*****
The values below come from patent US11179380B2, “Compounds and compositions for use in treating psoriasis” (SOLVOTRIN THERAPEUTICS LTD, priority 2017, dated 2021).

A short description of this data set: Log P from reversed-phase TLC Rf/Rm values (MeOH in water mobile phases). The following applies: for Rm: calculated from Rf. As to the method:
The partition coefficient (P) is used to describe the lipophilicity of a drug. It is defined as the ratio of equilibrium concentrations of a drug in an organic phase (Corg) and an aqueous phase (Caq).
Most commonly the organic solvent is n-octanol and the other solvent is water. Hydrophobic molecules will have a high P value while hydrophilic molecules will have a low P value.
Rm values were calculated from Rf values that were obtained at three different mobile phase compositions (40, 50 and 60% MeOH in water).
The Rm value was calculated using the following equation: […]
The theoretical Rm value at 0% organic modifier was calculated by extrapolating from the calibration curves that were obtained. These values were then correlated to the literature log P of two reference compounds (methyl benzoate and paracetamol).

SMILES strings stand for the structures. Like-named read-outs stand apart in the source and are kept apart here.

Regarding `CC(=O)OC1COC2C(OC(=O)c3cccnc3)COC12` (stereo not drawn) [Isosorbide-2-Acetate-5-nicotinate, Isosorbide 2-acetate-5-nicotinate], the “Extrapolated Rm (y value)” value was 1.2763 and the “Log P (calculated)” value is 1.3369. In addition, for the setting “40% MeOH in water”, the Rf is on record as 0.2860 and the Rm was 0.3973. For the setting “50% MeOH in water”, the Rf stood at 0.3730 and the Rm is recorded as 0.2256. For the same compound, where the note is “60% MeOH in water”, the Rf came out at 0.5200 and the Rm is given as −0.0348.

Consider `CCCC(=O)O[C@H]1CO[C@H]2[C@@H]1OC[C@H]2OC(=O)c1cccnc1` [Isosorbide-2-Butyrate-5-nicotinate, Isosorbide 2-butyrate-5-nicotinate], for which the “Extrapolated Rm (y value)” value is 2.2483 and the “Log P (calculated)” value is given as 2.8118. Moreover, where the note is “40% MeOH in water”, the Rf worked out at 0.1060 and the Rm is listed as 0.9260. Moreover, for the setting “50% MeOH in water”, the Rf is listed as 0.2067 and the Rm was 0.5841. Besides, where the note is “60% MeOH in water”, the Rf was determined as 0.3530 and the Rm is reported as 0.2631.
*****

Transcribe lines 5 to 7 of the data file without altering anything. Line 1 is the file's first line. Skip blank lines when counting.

Rm values were calculated from Rf values that were obtained at three different mobile phase compositions (40, 50 and 60% MeOH in water).
The Rm value was calculated using the following equation: […]
The theoretical Rm value at 0% organic modifier was calculated by extrapolating from the calibration curves that were obtained. These values were then correlated to the literature log P of two reference compounds (methyl benzoate and paracetamol).